In this modern world, time is a rare commodity. It’s a well-known fact. It has to be carefully budgeted and thriftily spent. There is never enough time to do everything one wants to do, so we have to prioritize, pick what is important and cut our loses on the rest.
I so wish my brain had gotten the memo on that.
It’s not that my brainpan is teeming with brilliant ideas. It’s just teeming with… very insistent ideas. Ideas that will not let go until I help them burst out of their cognitive cocoon and send them flutter free… and be usually squished on the hard surface of the windshield of reality. But that’s okay. Success or failure, the idea is out and the inner choir of supplicants is down by one, putting me one step closer to neuritic nirvana.
But I’m rambling. What I meant to say is: I have yet to find a web log analyzer that totally satisfy me. For the longest time, I’ve been using awstats. It’s doing a fairly decent job, but I keep thinking that it could be better. And while it’s written in Perl, it has, as chromatic pointed out a strong 1990 flavor, and has some architecture keypoints that make me twitch. Not because they are that stupendously horrid, mind you; I’m just a very twitch-happy kinda guy.
Incidentally, while writing this, I discovered on its website that awstats has hit some snags with Perl
5.14, so like it or not, I might actually be forced to jump ship soon…
Of course, reason tells me I should just grit my teeth, use the fine tool for as long as it’s going to work, and focus my energy on better things. But, the voices… meanies that they are, they wouldn’t let me rest.
So you’ll find on GitHub the first esquisse of DuckFeet, a web log analyzer. The name, by the by, has absolutely nothing to do with DuckDuckGo. I just went with the theme of webbed footprint and wabbling fowls.
The major thing that gives me that cursed itch with awstats is how it uses a semi-digested statistic file to keep track of its information. I always wanted to replace that with some honest-to-God database backend. The official reason? To make searches easier to implement and extend, and more efficient. The real reason? Because the voices told me so.
Consequently… DuckFeet’s guts are SQLicious, and built as DBIx::Class classes, sprinkled with wonderfully tooth-decaying DBIx::Class::Candy on top. In the repo, it’s all under the DuckFeet::Schema namespace. For the time being, there is only a handful of tables (hits, uris, referers, agents and hosts), but it should be easily extendable to add any type of information we might desire to throw in, but it should be easily extendable to add any type of information we might desire to throw in.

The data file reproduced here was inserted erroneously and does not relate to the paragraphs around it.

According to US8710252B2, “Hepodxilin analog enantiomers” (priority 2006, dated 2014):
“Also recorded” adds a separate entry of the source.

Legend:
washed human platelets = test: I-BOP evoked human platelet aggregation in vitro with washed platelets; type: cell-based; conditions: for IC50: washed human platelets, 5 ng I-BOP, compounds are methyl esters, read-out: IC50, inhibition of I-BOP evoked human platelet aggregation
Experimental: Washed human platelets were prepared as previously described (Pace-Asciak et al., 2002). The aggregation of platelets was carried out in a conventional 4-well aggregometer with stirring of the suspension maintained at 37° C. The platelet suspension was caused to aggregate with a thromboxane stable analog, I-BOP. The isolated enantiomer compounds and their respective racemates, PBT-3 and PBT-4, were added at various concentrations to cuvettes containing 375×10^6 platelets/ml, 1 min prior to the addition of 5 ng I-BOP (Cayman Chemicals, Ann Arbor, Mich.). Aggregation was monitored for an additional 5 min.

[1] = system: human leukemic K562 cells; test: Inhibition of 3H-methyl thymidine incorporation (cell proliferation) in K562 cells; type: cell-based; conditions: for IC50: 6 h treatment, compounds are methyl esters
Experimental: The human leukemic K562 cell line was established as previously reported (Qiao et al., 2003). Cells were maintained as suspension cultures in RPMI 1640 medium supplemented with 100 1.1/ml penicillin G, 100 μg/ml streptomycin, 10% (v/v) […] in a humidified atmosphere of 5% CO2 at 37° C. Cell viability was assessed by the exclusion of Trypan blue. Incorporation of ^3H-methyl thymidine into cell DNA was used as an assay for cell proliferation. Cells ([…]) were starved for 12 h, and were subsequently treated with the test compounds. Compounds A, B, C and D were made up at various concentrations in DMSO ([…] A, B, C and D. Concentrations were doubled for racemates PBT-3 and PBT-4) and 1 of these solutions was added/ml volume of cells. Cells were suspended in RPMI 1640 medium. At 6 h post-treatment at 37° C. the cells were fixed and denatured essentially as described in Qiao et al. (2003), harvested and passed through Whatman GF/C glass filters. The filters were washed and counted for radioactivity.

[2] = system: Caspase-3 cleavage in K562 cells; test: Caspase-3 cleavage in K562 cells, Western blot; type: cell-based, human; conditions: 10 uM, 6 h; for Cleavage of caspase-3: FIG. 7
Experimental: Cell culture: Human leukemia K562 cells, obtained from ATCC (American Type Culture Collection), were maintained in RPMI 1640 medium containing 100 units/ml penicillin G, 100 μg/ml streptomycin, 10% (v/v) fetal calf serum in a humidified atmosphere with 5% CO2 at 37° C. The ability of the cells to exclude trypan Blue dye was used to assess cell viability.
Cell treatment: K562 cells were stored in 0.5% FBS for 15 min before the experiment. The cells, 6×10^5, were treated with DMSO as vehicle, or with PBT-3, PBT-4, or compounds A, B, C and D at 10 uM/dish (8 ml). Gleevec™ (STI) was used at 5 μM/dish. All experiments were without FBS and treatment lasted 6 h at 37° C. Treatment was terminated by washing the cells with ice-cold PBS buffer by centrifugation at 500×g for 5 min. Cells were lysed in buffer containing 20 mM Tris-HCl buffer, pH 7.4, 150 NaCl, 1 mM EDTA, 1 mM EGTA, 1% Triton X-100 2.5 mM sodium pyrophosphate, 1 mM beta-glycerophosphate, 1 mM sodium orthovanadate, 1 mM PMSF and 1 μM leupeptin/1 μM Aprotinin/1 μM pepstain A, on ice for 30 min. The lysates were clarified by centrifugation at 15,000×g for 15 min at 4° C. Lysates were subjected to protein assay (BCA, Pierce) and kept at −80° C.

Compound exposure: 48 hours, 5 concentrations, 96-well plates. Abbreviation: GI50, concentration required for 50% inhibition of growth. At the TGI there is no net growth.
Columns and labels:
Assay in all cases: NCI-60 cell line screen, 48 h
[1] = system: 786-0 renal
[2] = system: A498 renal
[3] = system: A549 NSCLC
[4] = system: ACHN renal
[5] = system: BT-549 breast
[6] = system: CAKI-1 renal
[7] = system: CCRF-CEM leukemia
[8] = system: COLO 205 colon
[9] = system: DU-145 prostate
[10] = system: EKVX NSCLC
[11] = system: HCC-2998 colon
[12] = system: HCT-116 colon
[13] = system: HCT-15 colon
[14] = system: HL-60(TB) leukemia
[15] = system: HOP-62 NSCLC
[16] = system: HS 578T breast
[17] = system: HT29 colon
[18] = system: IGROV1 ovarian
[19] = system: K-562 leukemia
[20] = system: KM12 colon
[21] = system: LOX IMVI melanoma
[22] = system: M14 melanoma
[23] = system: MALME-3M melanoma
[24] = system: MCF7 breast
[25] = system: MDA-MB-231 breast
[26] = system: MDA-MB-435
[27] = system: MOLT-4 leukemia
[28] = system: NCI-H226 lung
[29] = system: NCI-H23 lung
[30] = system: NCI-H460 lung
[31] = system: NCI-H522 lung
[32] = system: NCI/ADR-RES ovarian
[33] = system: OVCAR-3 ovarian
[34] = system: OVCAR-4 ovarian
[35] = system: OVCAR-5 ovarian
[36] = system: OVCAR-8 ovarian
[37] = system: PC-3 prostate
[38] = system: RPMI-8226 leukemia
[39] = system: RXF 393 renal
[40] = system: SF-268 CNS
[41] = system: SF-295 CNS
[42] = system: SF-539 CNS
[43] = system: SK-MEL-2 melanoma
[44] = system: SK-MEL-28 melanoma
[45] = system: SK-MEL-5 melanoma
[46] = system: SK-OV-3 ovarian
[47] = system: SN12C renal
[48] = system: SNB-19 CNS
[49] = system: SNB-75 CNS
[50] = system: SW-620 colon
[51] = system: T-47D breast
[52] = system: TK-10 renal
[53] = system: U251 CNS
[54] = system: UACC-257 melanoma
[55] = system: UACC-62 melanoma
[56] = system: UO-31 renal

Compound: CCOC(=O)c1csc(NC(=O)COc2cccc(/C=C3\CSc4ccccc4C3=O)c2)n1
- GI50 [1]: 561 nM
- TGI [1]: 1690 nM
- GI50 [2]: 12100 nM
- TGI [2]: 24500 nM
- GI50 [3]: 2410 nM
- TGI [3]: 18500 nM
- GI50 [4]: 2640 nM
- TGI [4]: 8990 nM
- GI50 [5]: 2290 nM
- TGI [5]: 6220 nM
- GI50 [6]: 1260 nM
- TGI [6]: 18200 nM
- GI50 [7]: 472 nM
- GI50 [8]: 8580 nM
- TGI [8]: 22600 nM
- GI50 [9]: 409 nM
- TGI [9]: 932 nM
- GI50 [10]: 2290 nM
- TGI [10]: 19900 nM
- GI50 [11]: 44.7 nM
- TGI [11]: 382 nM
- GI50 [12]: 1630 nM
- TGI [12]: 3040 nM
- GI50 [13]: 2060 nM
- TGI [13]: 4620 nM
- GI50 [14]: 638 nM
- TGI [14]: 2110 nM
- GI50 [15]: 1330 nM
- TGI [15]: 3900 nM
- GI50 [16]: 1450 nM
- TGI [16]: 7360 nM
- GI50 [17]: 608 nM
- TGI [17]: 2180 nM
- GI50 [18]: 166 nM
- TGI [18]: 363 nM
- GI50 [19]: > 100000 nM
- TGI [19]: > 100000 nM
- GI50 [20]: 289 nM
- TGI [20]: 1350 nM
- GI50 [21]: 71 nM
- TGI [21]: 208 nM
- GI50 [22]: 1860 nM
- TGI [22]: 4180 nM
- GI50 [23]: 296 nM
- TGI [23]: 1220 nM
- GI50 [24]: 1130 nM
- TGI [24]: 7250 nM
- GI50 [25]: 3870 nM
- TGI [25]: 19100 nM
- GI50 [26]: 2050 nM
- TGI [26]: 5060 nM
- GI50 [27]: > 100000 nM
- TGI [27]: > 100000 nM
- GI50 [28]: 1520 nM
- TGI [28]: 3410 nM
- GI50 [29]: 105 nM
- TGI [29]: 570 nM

Importing the Log Entries
The main module
DuckFeet is a Moose class that is made up (using the awesome MooseX::Role::BuildInstanceOf of two objects: the schema object, and an importer object. The importer, for now, can only be of the Importer class, but the functionality is meant to be turned into a role and implemented by different classes when (or if) the need arises.
And with that, importing a regular Apache log is as easy as:
use strict; use warnings; use lib qw/ lib /; use DuckFeet; my $duck = DuckFeet->new( schema_args => [ 'dbi:SQLite:duck.db' ], ); $duck->deploy_schema; # we have a need for speed $duck->schema->storage->dbh->do( 'PRAGMA journal_mode=WAL' ); $duck->schema->storage->dbh->do( 'PRAGMA synchronous = OFF' ); $duck->import_file( 't/data/access_log' );
By the way, those two PRAGMA setting up there? They make the difference between an insertion rate of 3 entries per second and 150 entries per second. Seriously. If nothing else, this project reminded me why rtfm’ing is the first optimization technique one should turn to.
Displaying Our Statistics
We have a database shock-full of data to display. How to do it? Well, web-based reporting feels like the most obvious way to go, so let’s whip out Dancer out of the toolbox. The resulting web application, DuckFeet::Viewer, is for now quite simple. It uses Dancer::Plugin::DBIC to interact with the database and gather the number of hit for all visited pages. As I want the data to be somewhat spiffy with the bare minimum of work involved, the template leverages the very nice jQuery DataTables plugin to do the job. And lo and behold: